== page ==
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The answer will always be that number to the square root of infinity.
\[\mathbb C^\infty\]Like this?
Why are all polynomials C^infinity? I mean, if we consider the polynomial f(x)=x^2...how does that satisfy the definition. ps. badreferences u are correct
That means it's infinite dimensional complex. Are you in a modern algebra class?
ok whats\[C^\infty(R)\] cause thats what im getting at
I'm a little hazy, but isn't that the Cauchy-Reimmann surface?
Wait, no, nevermind, ignore me.
What class is this?
higher linear algebra
its not very specific, but its a linear map !!
\(C^\infty\) means that it can be differentiated infinitely-many times.
\(\mathbb C^\infty\) means something else.
\(C\) or \(\mathbb C\)?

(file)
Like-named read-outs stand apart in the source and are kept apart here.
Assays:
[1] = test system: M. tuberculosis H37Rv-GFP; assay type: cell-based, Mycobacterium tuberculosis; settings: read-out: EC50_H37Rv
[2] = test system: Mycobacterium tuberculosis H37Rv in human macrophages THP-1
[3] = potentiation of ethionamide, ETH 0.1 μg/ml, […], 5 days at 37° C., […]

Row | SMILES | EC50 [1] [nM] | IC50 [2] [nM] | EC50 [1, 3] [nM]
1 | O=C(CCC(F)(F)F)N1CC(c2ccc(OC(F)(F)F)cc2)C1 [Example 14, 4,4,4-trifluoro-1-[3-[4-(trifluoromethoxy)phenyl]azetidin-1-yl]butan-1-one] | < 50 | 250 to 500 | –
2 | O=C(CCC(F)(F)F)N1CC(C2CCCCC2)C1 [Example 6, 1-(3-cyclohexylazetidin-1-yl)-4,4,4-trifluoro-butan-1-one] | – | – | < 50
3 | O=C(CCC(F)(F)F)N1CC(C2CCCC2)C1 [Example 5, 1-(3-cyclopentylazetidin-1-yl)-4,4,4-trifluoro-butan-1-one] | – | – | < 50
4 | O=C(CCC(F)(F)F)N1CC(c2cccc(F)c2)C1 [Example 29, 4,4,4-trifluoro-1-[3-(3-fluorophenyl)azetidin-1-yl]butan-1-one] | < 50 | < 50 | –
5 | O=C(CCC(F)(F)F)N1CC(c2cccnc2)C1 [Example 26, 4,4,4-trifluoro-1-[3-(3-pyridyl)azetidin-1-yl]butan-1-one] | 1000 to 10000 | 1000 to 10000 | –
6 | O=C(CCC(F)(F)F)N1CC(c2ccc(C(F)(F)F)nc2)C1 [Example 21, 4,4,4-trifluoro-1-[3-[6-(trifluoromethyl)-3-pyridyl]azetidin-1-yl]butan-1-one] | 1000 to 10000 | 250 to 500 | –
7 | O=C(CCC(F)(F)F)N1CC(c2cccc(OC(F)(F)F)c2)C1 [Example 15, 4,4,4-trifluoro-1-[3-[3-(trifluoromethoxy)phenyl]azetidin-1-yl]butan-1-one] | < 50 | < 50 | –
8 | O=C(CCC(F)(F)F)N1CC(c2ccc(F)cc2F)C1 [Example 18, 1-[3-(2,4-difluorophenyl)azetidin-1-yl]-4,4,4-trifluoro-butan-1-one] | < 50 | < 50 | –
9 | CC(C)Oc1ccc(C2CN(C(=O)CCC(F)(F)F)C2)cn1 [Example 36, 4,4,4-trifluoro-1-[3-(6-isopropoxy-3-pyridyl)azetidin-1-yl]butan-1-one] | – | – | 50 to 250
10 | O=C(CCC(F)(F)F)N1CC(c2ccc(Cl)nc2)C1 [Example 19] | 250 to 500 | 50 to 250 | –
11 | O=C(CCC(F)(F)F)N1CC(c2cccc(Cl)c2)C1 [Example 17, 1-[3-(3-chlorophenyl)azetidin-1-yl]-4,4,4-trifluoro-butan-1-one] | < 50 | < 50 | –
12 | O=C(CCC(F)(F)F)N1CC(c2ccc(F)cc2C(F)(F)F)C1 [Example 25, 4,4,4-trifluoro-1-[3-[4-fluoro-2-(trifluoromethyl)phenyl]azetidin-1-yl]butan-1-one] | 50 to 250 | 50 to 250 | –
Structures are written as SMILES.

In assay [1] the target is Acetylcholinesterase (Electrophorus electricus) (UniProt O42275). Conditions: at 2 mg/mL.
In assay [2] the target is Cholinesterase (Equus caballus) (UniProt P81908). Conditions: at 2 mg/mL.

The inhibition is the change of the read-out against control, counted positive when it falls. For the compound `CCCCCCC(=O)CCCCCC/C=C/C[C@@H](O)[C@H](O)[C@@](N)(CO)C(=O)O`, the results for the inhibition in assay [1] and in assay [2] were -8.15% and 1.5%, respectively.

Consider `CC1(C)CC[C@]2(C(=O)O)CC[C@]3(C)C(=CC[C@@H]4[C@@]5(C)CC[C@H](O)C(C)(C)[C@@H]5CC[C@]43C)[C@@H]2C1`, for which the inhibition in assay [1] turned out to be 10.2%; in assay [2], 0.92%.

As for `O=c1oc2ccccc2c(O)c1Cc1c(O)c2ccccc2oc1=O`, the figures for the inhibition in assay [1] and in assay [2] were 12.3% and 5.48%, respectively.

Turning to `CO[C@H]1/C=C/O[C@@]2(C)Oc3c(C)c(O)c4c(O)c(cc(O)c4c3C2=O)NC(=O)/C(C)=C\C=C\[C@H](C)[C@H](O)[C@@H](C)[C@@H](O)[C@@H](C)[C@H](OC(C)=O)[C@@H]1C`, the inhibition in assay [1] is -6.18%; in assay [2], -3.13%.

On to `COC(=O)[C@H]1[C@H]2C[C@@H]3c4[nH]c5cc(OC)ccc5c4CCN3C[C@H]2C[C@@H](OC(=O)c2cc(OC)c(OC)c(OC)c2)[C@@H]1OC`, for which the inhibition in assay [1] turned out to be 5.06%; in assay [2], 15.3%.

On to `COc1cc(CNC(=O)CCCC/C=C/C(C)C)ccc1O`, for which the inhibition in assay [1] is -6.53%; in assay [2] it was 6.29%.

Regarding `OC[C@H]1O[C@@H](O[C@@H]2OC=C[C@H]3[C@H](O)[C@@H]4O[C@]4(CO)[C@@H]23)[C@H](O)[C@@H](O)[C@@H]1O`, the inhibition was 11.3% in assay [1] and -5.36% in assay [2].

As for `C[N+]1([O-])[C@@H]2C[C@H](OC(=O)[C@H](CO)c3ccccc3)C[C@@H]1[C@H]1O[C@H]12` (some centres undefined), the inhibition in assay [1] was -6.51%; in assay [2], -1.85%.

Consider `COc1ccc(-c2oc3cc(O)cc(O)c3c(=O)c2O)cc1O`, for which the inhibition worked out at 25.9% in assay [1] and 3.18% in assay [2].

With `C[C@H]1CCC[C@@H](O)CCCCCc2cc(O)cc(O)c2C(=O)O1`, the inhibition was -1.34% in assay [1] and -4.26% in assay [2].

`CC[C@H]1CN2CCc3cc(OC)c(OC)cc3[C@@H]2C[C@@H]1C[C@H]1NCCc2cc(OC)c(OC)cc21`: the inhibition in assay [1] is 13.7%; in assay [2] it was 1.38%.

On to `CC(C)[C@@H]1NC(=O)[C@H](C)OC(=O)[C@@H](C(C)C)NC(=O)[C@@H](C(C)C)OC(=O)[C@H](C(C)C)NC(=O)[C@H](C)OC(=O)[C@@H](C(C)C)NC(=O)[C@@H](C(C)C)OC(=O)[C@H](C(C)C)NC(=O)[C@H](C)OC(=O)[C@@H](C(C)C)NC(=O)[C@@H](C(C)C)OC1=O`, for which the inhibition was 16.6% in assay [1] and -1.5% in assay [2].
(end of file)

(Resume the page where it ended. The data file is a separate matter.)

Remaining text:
single C. I see. Now, wolfram says that all polynomials are C^infty. Can someone explain to be how f(x) = ax^2 +bx+c is C^infty? considering that it is a polynomial?
Ah okay. \(C(R)\) means the complex conjugate of \(R\). This is the sans-serif \(C\) as opposed to the shell \(\mathbb C\).
At least, in particle physics. Maybe it has another meaning in higher linear algebra. Apologies. Infinity complex conjugates doesn't sound right.
All good guys ! http://sci4um.com/about19318.html So f(x)=0 is C^infinity :) im happy now ! thanks guys !
Manifold calculus? Hard stuff to learn in linear algebra.
I think it's what @helder_edwin said. Any polynomial can be differentiated to 0 by taking n+1 derivatives where n is the order of the polynomial. The derivative of 0 is 0, which can, of course, be differentiated ad infinitum. Hence all (at least finite-degree, I don't know about otherwise) polynomials are infinitely differentiable.
Two completely different things.